Malaysia was once a loyal partner in China’s globe-spanning Belt and Road Initiative, but Malaysian Prime Minister Mahathir Mohamad’s new government is pledging to review Beijing-backed projects, threatening key links in the much-vaunted initiative.
Kuala Lumpur’s previous government, led by scandal-mired former Malaysian prime minister Najib Razak, had warm ties with China and signed a string of deals for Beijing-funded projects, including a major rail link and a deep-sea port.
However, Najib’s long-ruling coalition was unexpectedly turfed out of power last month by voters disgusted at allegations of corruption and angered at rising living costs.
Critics said that many agreements lacked transparency, fueling suspicions that they were struck in exchange for help in paying off debts from the financial scandal at sovereign wealth fund 1Malaysia Development Bhd (1MDB), which ultimately helped bring down Najib’s government.
Malaysia, along with Cambodia, were seen as bright spots in Southeast Asia, with projects in other countries often facing problems, from land acquisition to drawn-out negotiations with governments.
“Malaysia under Najib moved quickly to approve and implement projects,” Center for Strategic and International Studies senior associate Murray Hiebert said.
Chinese foreign direct investment (FDI) into Malaysia stood at just 0.8 percent of total net FDI inflows in 2008, but that figure rose to 14.4 percent by 2016, a study by Singapore’s ISEAS-Yusof Ishak Institute said.
However, Hiebert said that it was “widely assumed” that Malaysia was striking quick deals with China in the hope of getting help to cover debts from 1MDB.
Najib and his cronies have been accused of stealing huge sums of public money from the investment vehicle in a massive fraud. Public disgust at the allegations — which have been denied by Najib and 1MDB — helped topple his government.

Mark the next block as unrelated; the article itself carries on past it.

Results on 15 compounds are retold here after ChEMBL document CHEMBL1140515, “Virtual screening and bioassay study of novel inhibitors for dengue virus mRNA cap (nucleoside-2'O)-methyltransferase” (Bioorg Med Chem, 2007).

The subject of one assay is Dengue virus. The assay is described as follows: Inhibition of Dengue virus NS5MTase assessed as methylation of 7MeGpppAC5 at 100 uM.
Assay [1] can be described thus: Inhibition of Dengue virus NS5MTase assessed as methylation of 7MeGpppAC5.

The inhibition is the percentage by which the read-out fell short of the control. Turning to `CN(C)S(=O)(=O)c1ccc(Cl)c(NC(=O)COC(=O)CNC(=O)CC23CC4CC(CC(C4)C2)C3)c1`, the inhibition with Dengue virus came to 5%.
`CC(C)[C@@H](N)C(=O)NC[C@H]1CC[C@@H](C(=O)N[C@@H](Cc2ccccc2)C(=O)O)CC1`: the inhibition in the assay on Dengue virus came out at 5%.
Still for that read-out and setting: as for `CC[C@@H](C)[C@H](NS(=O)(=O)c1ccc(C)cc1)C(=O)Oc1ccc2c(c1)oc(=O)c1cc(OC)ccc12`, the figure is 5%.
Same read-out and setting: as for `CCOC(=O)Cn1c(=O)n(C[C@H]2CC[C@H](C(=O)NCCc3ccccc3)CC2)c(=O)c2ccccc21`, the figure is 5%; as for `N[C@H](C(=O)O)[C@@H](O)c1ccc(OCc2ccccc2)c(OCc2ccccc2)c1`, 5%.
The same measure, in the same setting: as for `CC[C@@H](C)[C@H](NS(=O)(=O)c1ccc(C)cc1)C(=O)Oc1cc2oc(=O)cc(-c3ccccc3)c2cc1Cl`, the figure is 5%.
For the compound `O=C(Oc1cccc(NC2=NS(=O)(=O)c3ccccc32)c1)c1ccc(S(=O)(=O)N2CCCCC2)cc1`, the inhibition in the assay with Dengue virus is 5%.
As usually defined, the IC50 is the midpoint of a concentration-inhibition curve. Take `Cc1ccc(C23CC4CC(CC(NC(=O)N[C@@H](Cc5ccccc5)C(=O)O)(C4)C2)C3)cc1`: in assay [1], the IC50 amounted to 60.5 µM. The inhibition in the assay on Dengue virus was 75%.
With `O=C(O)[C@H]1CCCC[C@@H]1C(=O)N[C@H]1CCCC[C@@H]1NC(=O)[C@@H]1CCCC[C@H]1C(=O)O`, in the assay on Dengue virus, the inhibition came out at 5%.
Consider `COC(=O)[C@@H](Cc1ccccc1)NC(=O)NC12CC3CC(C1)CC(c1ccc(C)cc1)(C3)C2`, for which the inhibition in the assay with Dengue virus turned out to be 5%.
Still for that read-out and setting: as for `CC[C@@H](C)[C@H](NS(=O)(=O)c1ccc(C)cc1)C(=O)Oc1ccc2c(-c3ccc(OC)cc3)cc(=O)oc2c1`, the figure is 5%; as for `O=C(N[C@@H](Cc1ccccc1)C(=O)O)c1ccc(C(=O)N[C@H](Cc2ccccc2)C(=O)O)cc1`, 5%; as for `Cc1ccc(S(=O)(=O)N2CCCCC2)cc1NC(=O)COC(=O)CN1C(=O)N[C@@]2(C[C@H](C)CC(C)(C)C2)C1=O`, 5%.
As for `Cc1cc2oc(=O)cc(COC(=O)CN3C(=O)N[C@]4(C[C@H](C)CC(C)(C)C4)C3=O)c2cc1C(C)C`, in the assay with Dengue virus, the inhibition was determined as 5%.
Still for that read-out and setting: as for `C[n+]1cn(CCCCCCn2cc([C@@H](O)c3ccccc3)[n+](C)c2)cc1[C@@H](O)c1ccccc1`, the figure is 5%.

Malaysia’s first change of government in six decades has left Najib facing a potential jail term — and appears to have already unsettled Beijing’s plans in the country.
Mahathir has announced that a planned high-speed rail link between Kuala Lumpur and Singapore will not go ahead as he seeks to reduce the national debt.
The project was in its early stages and had not yet received any Chinese funding as part of the Belt and Road Initiative, Chinese companies were favored to build part of the line, which would have constituted a link in a high-speed route from China’s Yunnan Province to Singapore along which Chinese goods could have been transported for export.
Work has already started in Malaysia on another line seen as part of that route, which has received Chinese funding — the US$14 billion East Coast Rail Link, running from close to the Thai border to a port near Kuala Lumpur.
Mahathir has said that that agreement is now being renegotiated.
Other Chinese-funded initiatives include a deep-sea port in Malacca, near important shipping routes, and an enormous industrial park. It is not clear yet which projects are to be changed or cancelled, but experts said that axing some of them would be positive.
Capital Economics Asia economist Alex Holmes backed cancelling some initiatives, citing “Malaysia’s weak fiscal position and that some of the projects are of dubious economic value.”
A recent commentary in China’s state-run Global Times warned Mahathir that if he damaged the interests of Chinese companies, they had the right to seek compensation.
“The Chinese government will also take concrete measures to safeguard the interests and rights of Chinese enterprises,” it said.
Adding to China’s woes, Mahathir has a clear preference for Japan and last week went to Tokyo for his first foreign trip since taking office. During the visit, the 92-year-old signaled that ties with Beijing would cool.
“We will be friendly with China, but we do not want to be indebted to China,” Mahathir said.
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